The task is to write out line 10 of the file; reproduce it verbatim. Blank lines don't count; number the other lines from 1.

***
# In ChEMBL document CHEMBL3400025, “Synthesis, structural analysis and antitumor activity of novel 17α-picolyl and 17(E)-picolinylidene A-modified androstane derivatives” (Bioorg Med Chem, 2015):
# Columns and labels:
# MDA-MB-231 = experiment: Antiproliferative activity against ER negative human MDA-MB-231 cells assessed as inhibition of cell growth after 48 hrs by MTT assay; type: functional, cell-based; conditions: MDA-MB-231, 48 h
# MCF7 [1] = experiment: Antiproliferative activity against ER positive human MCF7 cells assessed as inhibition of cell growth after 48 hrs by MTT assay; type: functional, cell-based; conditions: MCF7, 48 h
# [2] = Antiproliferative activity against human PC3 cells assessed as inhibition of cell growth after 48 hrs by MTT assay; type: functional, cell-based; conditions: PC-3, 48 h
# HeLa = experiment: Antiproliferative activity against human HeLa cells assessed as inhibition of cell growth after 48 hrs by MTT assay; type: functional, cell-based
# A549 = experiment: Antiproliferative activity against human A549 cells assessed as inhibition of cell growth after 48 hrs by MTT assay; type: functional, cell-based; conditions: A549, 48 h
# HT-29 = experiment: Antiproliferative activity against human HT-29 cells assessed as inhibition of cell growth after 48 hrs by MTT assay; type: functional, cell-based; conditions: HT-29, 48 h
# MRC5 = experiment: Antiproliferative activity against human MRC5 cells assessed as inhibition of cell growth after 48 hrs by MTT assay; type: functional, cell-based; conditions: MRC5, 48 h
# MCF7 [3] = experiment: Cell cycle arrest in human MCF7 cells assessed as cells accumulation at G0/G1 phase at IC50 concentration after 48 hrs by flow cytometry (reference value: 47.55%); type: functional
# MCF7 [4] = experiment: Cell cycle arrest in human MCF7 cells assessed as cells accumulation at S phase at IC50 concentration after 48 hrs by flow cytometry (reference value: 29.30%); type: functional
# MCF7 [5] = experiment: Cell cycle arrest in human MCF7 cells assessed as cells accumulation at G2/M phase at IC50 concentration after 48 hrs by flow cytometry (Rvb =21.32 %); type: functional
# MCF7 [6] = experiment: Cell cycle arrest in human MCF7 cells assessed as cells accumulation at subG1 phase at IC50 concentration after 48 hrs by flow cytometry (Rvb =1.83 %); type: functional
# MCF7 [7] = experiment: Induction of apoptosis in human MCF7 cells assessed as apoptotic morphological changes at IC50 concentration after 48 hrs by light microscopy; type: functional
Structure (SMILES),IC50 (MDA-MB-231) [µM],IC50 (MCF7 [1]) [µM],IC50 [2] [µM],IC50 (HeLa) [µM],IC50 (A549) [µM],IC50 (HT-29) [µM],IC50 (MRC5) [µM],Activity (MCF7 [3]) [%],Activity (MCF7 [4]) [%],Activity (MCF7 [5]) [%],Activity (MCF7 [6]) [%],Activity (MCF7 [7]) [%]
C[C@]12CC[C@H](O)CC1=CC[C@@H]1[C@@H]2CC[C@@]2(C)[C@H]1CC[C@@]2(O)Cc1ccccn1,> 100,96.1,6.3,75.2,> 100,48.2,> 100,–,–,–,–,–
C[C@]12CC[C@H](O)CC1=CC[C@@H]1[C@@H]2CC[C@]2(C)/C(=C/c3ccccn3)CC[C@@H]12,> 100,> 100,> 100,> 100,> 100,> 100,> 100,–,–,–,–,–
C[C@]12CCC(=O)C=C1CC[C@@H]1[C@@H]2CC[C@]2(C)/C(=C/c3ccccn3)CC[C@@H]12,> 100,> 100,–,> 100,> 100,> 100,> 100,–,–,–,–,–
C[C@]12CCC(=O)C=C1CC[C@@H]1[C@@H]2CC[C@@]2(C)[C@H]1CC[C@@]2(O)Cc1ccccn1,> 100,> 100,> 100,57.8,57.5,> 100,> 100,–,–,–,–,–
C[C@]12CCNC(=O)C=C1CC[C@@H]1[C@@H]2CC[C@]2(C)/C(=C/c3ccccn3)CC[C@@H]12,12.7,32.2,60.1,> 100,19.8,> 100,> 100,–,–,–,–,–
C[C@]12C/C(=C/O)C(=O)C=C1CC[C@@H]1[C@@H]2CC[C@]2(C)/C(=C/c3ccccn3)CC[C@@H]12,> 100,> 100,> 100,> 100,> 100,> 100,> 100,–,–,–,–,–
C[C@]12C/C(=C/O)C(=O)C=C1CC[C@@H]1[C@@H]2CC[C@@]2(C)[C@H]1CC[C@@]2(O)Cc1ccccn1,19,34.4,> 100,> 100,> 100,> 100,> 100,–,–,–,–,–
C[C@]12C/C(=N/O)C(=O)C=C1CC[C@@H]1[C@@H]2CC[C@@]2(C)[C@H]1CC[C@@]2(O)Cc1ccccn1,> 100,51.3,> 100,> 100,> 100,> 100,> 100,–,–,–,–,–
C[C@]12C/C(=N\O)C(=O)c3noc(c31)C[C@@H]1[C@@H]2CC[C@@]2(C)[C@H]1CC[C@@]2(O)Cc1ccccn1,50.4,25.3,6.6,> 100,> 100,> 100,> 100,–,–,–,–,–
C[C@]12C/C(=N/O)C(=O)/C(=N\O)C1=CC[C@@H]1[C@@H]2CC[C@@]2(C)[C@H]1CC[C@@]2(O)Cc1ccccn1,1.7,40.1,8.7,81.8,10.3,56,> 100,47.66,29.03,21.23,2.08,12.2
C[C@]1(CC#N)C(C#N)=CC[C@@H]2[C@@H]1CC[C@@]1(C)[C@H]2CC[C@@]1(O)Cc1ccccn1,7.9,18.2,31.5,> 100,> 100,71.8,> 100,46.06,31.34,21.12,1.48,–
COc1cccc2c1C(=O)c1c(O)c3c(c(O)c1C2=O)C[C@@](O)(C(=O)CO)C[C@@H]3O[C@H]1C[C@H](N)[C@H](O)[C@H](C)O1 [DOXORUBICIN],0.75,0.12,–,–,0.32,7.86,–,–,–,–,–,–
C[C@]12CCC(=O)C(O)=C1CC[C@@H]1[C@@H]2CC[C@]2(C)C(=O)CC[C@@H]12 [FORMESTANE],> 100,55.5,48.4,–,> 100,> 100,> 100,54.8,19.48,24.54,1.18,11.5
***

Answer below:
# MCF7 [3] = experiment: Cell cycle arrest in human MCF7 cells assessed as cells accumulation at G0/G1 phase at IC50 concentration after 48 hrs by flow cytometry (reference value: 47.55%); type: functional